A recent article featured on CNN Money spoke of an interesting predicament that many people are facing these days. The website reported:
“Of the 2.8 million deaths reported to the Social Security Administration last year, approximately 14,000 people's names were incorrectly entered in their online database as dead. That many people, 1 out of 200 entries, were reported as dead when they were very much alive and well. That's 38 life-altering mistakes every day. One day, Laura Brooks, a 52-year-old mother of two, suddenly stopped receiving disability checks. Then, her loan payments and rent checks bounced. She went to the bank to find out what was the matter, and the representative told her that her accounts had been closed because she was dead. They would only reopen her accounts if she could prove she was alive.”
That story got me thinking. If you were in a similar situation but were required to prove that you are alive not physically, but spiritually, could you make your case? A re-phrasing of the same question might sound like this, “If you were convicted of being a Christian, would there be enough evidence to convict you in a court of law?”
Fortunately, we have the little letter of 1 John in our New Testament to help us do a spiritual checkup. One of the reasons why this book was written was so that believers could know if they were truly saved and had fellowship with Christ (5:13). There are several tests of assurance that John gives in this book to prove our spiritual pulse.
First, there is the test of our confession, “Everyone who believes that Jesus is the Christ has been born of God, and everyone who loves the Father loves whoever has been born of him” (5:1). We must confess that Jesus alone is our Lord and Savior. In today’s society it is en vogue to say that there are many ways to salvation. But those who have been truly born again know that Jesus alone is “the way, the truth and the life.”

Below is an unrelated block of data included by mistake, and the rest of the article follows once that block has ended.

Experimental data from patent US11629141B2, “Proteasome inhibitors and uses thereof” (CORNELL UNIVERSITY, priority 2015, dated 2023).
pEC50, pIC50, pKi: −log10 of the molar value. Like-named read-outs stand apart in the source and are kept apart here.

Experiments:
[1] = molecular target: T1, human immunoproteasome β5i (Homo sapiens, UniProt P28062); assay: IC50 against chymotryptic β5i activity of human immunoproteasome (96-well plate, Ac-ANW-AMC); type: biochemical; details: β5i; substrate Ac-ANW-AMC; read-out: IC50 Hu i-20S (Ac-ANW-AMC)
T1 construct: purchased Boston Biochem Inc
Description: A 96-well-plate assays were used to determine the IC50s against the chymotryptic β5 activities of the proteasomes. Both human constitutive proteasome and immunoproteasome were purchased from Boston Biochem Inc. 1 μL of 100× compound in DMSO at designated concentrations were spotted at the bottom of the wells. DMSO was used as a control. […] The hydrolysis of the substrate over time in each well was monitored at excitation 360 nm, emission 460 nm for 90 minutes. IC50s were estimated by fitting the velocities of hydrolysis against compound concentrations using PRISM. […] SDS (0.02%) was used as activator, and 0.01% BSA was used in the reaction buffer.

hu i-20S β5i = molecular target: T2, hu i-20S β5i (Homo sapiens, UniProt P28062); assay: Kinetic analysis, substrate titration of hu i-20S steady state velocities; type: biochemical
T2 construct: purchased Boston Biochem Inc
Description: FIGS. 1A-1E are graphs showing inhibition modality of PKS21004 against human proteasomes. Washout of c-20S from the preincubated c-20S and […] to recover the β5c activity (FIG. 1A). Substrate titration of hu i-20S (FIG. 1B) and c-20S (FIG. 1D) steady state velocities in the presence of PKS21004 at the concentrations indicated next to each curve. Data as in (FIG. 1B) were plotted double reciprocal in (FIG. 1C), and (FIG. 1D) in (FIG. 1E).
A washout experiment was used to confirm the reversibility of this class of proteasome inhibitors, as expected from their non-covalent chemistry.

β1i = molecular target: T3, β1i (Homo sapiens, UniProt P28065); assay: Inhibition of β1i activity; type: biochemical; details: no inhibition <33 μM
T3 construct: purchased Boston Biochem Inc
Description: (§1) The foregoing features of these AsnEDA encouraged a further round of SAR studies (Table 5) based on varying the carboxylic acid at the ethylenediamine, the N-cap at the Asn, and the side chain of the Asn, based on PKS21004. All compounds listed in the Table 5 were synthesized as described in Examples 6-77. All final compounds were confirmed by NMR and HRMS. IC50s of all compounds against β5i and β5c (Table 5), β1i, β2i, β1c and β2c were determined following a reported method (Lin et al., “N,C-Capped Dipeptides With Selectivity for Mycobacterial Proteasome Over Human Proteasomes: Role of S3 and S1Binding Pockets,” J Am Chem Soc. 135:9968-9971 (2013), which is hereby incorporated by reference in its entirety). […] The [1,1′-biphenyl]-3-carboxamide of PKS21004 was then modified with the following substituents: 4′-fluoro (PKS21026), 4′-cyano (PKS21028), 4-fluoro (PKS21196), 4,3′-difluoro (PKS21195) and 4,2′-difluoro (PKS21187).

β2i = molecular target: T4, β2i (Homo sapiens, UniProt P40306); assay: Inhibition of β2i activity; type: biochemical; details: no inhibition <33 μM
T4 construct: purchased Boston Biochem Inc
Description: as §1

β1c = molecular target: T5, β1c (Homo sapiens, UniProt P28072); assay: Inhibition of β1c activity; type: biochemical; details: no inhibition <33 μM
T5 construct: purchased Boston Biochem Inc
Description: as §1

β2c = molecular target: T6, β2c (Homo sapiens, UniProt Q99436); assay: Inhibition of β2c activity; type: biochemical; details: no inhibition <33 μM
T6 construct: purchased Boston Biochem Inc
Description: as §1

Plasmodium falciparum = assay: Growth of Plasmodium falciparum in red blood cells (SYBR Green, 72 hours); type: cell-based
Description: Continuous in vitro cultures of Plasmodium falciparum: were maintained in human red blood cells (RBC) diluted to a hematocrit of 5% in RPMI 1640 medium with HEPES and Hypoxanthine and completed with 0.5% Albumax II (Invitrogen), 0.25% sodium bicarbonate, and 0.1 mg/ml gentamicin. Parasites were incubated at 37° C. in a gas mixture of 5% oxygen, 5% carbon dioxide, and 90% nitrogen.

Second, there is the test of our change, “You may be sure that everyone who practices righteousness has been born of him” (2:29). We must look at our lives and see if there is a noticeable change in our beliefs and behavior because of Christ. It’s safe to say that if your belief hasn’t changed your behavior then it doesn’t mean very much. Is the Gospel daily transforming your thinking, giving, marriage, and love for the lost?
Third, there is the test of our compassion, “Beloved, let us love one another, for love is from God, and whoever loves has been born of God and knows God” (4:7). Do we have the heart of Jesus? We can tell by the way we love, the people in our church, work, neighborhood, etc. Love is the badge of the believer and the way that the world will know if we are disciples of Christ.
Fourth, there is the test of our conflict, “For everyone who has been born of God overcomes the world. And this is the victory that has overcome the world—our faith” (5:4). When you are genuinely born of God, you’ll be growing to be an overcomer as you deal with temptations like the lust of flesh, lust of the eyes and pride of life (2:15-17). You may not win every time, but you are making noticeable progress to gain victory over sin. An unsaved person does not struggle with sin, because they do not have the Holy Spirit pricking their heart.
So, how did you do? Are you dead or alive? These are just a few ways to check if have we flat-lined spiritually, or if we are in a vibrant relationship with Christ. In the words of Paul let us each “work out our salvation with fear and trembling” (Phil. 2:12). -DM
 Blake Ellis, "Social Security Wrongly Declares 14,000 People Dead Each Year," 17 August 2011 CNN Money <http://money.cnn.com/2011/08/17/pf/social_security_deaths_mistakes/>